All this means that a change of government to Labor will not have any impact on where ASX shares would have headed anyway.

“Like the Coalition, the ALP is largely seeking to repair the budget through economic growth rather than austerity and its priority areas of energy, skills, the digital economy, childcare & manufacturing have a significant overlap with the Coalition,” said Oliver.

“So, while there may be a little more nervousness in investment markets about Labor, it’s hard to see a big impact on markets if there is a change in government.”

One huge risk

So it seems the stock market’s fate is not dependent on which party wins the May election.

But Oliver notes that there is one result that could trigger even more uncertainty on top of an already volatile investment environment.

“The main risk for investment markets may come if neither the Coalition or Labor win enough seats to govern, forcing a reliance on minor parties or independents,” he said.

“[This] could force a new government down a less business friendly path — such as the Greens demanding an ALP led minority government implement their proposed super profits taxes – although the Senate may act as a brake on this.”

Motley Fool contributor Tony Yoo has no position in any of the stocks mentioned. The Motley Fool Australia's parent company Motley Fool Holdings Inc. has no position in any of the stocks mentioned. The Motley Fool Australia has no position in any of the stocks mentioned. The Motley Fool has a disclosure policy. This article contains general investment advice only (under AFSL 400691). Authorised by Bruce Jackson.

More on Share Market News

Rival hands reaching upward for a company trophy or prize.
Share Market News

Here are the top 10 ASX 200 shares today

These ASX 200 shares outperformed all their peers on Friday.

Read more »

a woman holds her hands to her temples as she sits in front of a computer screen with a concerned look on her face.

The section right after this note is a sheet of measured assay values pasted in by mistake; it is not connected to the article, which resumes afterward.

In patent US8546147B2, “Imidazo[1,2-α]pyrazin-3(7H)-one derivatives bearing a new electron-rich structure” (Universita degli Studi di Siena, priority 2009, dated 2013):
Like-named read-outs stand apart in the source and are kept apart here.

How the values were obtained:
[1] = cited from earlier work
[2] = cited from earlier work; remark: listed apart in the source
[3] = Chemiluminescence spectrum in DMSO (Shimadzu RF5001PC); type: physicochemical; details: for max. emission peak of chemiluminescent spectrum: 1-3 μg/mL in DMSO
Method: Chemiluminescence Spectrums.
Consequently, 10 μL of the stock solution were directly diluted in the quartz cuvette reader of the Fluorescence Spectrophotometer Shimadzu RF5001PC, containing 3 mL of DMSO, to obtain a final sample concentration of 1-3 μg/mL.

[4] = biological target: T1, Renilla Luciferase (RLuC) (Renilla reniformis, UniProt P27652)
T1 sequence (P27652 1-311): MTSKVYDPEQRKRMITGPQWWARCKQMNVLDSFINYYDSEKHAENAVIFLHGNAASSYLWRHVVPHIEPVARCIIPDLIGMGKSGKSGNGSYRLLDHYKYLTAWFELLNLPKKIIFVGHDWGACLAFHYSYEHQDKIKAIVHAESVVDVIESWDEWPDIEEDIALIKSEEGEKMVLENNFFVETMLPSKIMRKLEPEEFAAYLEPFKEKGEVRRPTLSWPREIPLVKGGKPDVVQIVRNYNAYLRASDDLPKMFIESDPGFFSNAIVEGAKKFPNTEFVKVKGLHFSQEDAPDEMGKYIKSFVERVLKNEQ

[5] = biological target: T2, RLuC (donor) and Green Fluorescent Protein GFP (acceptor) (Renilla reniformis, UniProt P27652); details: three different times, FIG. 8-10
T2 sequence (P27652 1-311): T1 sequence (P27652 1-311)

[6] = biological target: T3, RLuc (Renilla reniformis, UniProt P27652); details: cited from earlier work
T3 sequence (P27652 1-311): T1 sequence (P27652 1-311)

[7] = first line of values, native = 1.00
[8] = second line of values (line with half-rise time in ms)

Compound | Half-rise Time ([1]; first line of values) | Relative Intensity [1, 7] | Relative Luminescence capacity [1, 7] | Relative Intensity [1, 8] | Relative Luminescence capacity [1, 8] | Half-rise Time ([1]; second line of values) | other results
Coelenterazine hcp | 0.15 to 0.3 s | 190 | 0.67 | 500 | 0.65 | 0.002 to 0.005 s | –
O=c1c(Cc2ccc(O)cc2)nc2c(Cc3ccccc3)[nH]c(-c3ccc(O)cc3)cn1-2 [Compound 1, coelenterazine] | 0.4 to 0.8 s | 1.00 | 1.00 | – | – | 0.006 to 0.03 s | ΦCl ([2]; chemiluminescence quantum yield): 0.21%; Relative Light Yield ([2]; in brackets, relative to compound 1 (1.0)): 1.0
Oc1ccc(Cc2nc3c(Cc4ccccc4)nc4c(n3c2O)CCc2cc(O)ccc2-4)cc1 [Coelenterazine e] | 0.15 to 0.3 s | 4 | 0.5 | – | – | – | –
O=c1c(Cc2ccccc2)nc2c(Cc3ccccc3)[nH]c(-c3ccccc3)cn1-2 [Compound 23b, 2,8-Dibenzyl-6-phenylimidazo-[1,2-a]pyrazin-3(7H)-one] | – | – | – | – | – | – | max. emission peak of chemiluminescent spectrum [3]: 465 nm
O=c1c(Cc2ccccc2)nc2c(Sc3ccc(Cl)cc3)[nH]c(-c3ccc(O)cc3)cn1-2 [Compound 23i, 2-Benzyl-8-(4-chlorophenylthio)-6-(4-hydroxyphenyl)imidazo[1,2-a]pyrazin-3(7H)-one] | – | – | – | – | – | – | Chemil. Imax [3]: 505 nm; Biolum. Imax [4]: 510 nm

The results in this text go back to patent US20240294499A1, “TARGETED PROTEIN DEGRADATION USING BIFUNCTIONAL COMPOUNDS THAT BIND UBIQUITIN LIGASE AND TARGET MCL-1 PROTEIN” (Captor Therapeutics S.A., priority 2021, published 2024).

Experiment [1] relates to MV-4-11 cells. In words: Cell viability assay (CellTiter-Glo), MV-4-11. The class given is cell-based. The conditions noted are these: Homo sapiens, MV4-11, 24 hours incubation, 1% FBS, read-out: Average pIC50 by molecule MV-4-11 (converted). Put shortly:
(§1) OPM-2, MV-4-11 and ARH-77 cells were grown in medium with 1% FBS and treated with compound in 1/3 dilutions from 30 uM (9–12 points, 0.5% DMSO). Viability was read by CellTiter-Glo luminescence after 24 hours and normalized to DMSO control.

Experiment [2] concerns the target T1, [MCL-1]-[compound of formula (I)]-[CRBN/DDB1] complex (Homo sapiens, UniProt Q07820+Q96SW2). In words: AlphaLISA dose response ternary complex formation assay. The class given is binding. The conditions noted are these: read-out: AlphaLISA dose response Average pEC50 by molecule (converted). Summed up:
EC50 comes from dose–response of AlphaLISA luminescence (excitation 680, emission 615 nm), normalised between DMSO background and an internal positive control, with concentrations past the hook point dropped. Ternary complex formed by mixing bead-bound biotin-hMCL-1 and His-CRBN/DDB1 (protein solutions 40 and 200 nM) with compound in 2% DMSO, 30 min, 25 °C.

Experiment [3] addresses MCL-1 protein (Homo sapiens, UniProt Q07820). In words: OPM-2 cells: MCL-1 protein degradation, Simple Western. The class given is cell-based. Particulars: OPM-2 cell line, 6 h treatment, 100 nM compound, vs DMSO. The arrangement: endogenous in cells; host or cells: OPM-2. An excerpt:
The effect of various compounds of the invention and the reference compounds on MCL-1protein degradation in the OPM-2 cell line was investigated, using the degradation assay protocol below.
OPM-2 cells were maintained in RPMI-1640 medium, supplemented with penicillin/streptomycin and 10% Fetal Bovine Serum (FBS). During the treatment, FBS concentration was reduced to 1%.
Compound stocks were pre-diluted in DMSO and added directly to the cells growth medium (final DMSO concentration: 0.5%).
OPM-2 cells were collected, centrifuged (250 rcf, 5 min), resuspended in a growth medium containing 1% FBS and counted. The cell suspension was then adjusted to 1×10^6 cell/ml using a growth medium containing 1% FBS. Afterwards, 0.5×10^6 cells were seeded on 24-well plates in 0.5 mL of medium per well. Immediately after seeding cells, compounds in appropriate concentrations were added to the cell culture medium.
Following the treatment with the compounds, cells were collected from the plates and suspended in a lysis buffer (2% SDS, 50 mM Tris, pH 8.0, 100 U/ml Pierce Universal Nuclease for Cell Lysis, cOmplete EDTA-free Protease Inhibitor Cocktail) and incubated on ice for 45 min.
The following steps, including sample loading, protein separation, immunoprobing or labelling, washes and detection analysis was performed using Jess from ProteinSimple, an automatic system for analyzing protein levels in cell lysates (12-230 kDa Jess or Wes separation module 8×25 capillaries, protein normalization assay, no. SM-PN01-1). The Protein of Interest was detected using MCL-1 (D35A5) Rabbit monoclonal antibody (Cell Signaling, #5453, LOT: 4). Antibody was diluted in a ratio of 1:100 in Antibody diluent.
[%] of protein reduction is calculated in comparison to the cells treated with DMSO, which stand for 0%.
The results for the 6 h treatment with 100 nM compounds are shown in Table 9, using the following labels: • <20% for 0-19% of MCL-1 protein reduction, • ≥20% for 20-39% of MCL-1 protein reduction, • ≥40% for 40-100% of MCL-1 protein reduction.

Bank Shares

What’s moving the CBA share price this week?

CommBank shares traded ex-dividend on Wednesday this week.

Read more »

A woman stands on the roof of a city building as papers fly in the sky around her.
Share Market News

Here are the 3 most heavily traded ASX 200 shares on Friday

We take a look at the most traded ASX 200 shares today...

Read more »

Two men in suits face off against each other in a boing ring.

The Aussie-born crypto platform taking on Ethereum

A new platform is being launched by a 25-year-old Aussie millionaire.

Read more »

A woman shouts through a megaphone.
Share Market News

Earnings preview: Here’s which ASX shares are reporting today

Wondering which ASX companies are releasing results on Friday?

Read more »

A happy male investor turns around on his chair to look at a friend while a laptop runs on his desk showing share price movements
Share Market News

5 things to watch on the ASX 200 on Friday

The ASX 200 looks likely to have a decent finish to the week...

Read more »

A group of happy office workers throw papers in the air and cheer after seeing the Latrobe Magnesium price skyrocket 38%
Share Market News

Here are the top 10 ASX 200 shares today

These ASX 200 shares outperformed all others on Thursday.

Read more »

Three male athletes sprint on an athletics track with the sun low on the horizon behind them representing the race between ASX lithium shares to outperform
Share Market News

Here are the 3 most heavily traded ASX 200 shares on Thursday

Our most traded ASX 200 share today is down by more than 5%.

Read more »